Earlier this week, DR Congo international Gael Kakuta joined French side Amiens.
Despite the midfielder being just 26, it was the 12th professional club of his career.
This was a player, lest we forget, who Chelsea were so keen to sign in 2007 that the Premier League side ultimately earned a transfer ban from Fifa for supposedly inducing Kakuta to break his contract with Lens.
Chelsea received a 16-month transfer ban in September 2009 from Fifa as a result – which was lifted soon after when Chelsea, Lens and Kakuta all accepted that the player’s contract with the French side had not been valid.
Amidst the confusion, what was perfectly clear was that Kakuta was a player in demand.
So what has happened to the talent since? And why is a player previously so valued by France that he represented the country at every youth level now playing for DR Congo?
Many have cited his injury problems and the controversy that blighted his start at Chelsea.
The answers also lie in an interview Kakuta gave to Foot Mercato earlier this year when he explained that he struggled to get his career on track when being loaned out six times by Chelsea.
“It’s hard at 17-18 years of age,” he said.
“Then, during my loans, I had my share of responsibility. I did not really work. I did not have the mentality I have today.”
After a promising start to his Chelsea career – finishing as the youth team’s top scorer and voted academy player of 2007-08 – Kakuta’s fortunes soon dipped.
First, an ankle injury suffered in February 2009 kept him out for six months.
Later that year, he was banned from playing for four months and given a fine of 780,000 Euros as a result of the Lens contract dispute.
Once the sanctions were lifted in February 2010, the future looked brighter for Kakuta – as he went on to make 16 appearances for the Blues before signing a new four-and-a-half-year deal in December.
But within weeks, he was loaned to Fulham and then, after failing to fire, to Bolton Wanderers before another deal took him to French outfit Dijon in 2012.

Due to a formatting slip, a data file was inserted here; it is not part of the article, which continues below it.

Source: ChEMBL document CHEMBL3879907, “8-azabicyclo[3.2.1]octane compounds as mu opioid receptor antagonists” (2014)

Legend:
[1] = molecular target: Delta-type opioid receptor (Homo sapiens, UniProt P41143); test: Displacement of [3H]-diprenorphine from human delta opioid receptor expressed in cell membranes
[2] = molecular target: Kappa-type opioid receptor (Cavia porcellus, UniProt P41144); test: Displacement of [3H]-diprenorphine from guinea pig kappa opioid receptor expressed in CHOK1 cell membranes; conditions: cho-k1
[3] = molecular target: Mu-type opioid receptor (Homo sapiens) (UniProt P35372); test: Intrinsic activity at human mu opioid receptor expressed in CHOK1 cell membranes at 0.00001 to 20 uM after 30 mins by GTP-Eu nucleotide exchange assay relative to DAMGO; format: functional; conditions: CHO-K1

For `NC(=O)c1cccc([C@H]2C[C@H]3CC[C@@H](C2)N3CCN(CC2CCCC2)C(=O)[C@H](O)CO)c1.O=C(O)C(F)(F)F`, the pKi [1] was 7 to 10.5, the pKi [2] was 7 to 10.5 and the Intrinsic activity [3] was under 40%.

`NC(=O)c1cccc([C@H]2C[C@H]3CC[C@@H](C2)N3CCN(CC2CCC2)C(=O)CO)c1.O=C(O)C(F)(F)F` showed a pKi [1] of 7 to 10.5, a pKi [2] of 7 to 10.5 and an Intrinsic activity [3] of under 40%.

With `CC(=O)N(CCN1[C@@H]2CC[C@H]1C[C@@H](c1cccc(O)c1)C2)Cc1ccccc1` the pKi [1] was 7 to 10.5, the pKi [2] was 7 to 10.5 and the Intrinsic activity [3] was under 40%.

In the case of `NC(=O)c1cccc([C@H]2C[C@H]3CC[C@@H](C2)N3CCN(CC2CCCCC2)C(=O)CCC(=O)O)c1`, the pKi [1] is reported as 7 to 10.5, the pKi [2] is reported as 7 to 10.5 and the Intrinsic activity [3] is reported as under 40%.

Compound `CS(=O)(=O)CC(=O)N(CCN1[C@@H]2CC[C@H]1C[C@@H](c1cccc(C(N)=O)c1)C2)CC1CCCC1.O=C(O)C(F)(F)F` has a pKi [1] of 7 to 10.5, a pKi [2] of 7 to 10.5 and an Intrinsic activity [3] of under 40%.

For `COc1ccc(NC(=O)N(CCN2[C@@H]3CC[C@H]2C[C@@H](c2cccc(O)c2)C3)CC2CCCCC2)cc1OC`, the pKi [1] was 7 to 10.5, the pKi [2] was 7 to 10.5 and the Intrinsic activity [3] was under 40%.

If the plan was to win over legions of doubting Thomases, via the French Ligue 1, it failed.
After struggling to settle down in the French top flight, he also failed to establish himself on loan spells in the Netherlands (Vitesse Arnhem), Italy (Lazio) and Spain (Rayo Vallecano) before he was released by Chelsea mid-2015.
His career was at a crossroads but salvation appeared to come calling when signing a lengthy deal with high-profile Sevilla, but his time in Spain was blighted by injuries and loss of form.
Just five appearances later, he was on the move again – to Chinese Super League side Hebei China Fortune in February 2016.
After ten months, he was back in Spain – on loan again – with Deportivo La Coruna until the end of last season.
Kakuta is now so desperate to salvage what is left of his career at French club Amiens that he broke his contract at Hebei Fortune early – mutually this time – to join the club.
“There is no point looking back for answers but to focus on a promising future ahead,” he said upon signing for the newly-promoted side.
“I thank Amiens for the chance to come here and I just want to get in the right frame and give my best to the club.”
The big question is can Kakuta, who opted to play for his parents’ nation as his club career fell away, use this as a launch-pad to ensure that a once promising career does not fizz out completely.